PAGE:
When this program started, it sounded and felt like forgiveness was going to almost be an immediate thing. Ninety days is a pretty long time. That's a quarter. You're waiting for borrowers to spend the money, which can be any time between the moment that they've received it to the end of the year and then making sure that they've spent it on the right criteria before they can submit their application for forgiveness. After that takes place and they're waiting for a decision, which could be up to three months, and all this time the banks have to keep it on their books. Is that right?
Michael Fuchs, Director of Commercial Lending, Wolters Kluwer  13:46
That is right, and frankly, Samir, we don't know how long it will take. It's going to depend on the volume and the resource availability at SBA. Now, we know they've hired new staff for this process. Also, because there's new staff, the new staff isn’t familiar with any SBA programs. We suspect that early submission will likely receive more scrutiny as SBA and the new staff get up to speed.
Samir Agarwal, Vice President, Banking Compliance Solutions, Wolters Kluwer  14:12
What about this AI-type of technology that the government is employing for quality control and underwriting? Is that significant? Have they published what they're looking at, and what kind of speed uplift is expected with automation in place?
Michael Fuchs, Director of Commercial Lending, Wolters Kluwer  14:32
They haven't provided any details on exactly how that will work and how it affects the speed. We certainly expect that it would help it be much faster than it otherwise would be. As this rolls out, we’ll all learn together how long it's going to take. We're definitely not expecting immediate turn-times like an E-Tran approval where you submit it, and seconds later, you get an approval. I’d guess probably days, maybe even weeks, as the process evolves and the volumes stabilize. Now, the forgiveness amount is going to be paid by an ACH transfer from Treasury in the amount determined by the SBA. Once the forgiveness amount is paid, the remaining balance will start amortizing in accordance with the program rules and the promissory note terms, which can vary based on the date that the loan was made. From that point on, the lender will need to service this loan like any other SBA loan on its books. Or if it doesn't have any on its books, it will still have to comply with the SBA rules for servicing loans.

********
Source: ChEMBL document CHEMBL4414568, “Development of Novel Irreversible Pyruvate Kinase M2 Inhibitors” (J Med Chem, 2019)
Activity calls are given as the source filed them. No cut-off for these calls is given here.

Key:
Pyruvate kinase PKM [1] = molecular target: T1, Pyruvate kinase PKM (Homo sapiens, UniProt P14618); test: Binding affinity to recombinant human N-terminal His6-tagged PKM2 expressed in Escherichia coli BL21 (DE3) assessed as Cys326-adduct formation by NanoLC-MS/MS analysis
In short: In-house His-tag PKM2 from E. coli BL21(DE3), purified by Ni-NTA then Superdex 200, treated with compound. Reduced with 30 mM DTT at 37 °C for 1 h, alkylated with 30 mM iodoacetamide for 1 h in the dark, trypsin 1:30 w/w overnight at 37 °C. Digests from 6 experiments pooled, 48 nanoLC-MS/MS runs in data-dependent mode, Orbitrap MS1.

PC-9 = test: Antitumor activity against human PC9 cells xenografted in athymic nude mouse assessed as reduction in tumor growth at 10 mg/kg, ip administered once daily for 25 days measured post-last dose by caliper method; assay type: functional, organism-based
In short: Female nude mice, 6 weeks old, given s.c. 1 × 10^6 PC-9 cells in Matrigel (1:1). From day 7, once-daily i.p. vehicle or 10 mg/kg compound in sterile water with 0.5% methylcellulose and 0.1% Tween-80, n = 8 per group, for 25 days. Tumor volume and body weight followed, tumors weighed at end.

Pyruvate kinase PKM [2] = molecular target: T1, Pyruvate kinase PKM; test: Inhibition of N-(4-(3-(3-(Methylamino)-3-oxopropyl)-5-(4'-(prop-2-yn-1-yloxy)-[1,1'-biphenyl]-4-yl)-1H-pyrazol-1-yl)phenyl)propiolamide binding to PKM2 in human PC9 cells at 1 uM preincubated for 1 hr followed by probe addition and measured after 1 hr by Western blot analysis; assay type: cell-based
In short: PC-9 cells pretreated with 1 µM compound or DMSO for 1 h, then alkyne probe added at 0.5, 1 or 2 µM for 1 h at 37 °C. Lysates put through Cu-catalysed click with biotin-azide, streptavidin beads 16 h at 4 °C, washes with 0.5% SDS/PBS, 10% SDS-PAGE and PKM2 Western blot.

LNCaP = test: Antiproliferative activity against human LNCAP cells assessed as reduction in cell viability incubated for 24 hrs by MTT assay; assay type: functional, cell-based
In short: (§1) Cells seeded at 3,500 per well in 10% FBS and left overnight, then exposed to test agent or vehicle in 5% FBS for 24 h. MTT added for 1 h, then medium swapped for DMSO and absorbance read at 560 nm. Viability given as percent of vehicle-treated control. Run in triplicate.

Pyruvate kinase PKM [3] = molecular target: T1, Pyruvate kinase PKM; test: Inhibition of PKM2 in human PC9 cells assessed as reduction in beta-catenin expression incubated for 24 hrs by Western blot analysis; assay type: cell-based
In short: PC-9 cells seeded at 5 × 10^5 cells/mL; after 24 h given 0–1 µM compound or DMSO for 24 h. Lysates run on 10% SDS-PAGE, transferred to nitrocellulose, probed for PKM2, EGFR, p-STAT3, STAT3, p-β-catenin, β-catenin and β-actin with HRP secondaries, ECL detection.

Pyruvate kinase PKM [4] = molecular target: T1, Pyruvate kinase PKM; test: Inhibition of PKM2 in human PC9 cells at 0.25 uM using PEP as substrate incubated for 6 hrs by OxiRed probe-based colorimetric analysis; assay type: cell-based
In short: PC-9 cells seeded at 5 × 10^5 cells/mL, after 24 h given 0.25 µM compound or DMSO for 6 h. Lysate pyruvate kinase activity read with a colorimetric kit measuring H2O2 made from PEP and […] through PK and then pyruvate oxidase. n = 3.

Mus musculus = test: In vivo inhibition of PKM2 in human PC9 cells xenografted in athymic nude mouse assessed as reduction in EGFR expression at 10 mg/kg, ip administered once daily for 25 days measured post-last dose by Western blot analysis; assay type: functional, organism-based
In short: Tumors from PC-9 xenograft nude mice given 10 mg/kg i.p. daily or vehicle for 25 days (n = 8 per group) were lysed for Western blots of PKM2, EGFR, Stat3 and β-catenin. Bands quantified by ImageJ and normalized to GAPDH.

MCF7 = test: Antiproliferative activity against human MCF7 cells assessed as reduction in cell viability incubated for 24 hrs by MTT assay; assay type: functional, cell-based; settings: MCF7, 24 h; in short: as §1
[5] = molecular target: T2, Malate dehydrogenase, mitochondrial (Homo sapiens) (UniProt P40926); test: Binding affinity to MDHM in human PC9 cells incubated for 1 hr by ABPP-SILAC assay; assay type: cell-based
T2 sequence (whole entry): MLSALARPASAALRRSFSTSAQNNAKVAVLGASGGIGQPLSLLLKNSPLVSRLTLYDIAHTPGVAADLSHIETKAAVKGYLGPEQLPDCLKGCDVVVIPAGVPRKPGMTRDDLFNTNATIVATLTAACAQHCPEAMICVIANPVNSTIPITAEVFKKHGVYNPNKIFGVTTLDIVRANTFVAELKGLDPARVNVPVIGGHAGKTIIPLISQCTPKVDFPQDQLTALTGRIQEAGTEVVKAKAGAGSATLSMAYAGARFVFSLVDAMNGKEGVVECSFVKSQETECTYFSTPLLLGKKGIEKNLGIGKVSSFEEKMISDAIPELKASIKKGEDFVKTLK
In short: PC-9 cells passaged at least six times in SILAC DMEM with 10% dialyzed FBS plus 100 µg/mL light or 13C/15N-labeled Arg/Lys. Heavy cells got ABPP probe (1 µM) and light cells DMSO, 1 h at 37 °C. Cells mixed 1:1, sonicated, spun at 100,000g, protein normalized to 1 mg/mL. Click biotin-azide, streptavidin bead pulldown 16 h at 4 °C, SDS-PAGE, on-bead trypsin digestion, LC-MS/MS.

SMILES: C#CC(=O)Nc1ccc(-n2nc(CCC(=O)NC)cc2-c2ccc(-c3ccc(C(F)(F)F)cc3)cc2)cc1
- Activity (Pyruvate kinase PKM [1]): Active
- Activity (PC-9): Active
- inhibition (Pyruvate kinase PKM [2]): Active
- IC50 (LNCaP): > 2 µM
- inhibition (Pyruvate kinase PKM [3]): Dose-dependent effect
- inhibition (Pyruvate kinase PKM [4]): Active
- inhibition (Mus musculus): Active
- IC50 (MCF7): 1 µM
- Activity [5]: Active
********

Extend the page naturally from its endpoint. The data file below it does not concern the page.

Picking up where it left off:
Samir Agarwal, Vice President, Banking Compliance Solutions, Wolters Kluwer  15:30
I have a quick question about that scenario. Ultimately, even though the loans were made with a 1 percent interest rate, what we're really saying is if any part of the loan is forgiven, then the amortization and interest rate starts only after that forgiveness is paid.
Michael Fuchs, Director of Commercial Lending, Wolters Kluwer  15:50
Yes, for the portion that's not forgiven. The remaining balance along with interest at the rate in the promissory note will have to be repaid over the term of the note, which could be two, or even potentially five years again, depending on when the loan was made.
Samir Agarwal, Vice President, Banking Compliance Solutions, Wolters Kluwer  16:05
Makes a lot of sense. What are the best practices that you have for lenders going through the forgiveness phase?
Michael Fuchs, Director of Commercial Lending, Wolters Kluwer  16:14
First of all, develop and document a consistent process to use for all your borrowers. Treat them all the same, and make sure you fully understand the workflow for the process. If possible, we recommend using an online tool to fit into the workflow for borrowers to fill out their applications. Several vendors, including Wolters Kluwer, have brought borrower-facing solutions for forgiveness applications to the market. Our solution is called the TSoftPlus PPP Forgiveness Module. Borrowers should have all the information required to fill out the application and to perform the necessary calculations. These tools should make it easier for the borrower to upload the required supporting documentation. We're very careful with our solution. To make it easy for the borrower to upload the required supporting documentation, we walk them through it. For each type of documentation required, depending on how they use the money, we have a specific uploader for them to upload those specific documents. It's a complicated process, but a good solution can make it much easier for a borrower. Now, SBA rules do require lenders to perform a good faith review of the loan forgiveness application and borrowers' certifications, the borrower's calculations, and the supporting documents. So, as a lender, you're going to have to review these documents. If you identify an error in the borrower's calculation or failure of the borrower to provide substantiation in the supporting documents, you need to work with the borrower to remedy the issue. It says that specifically in the procedural notice.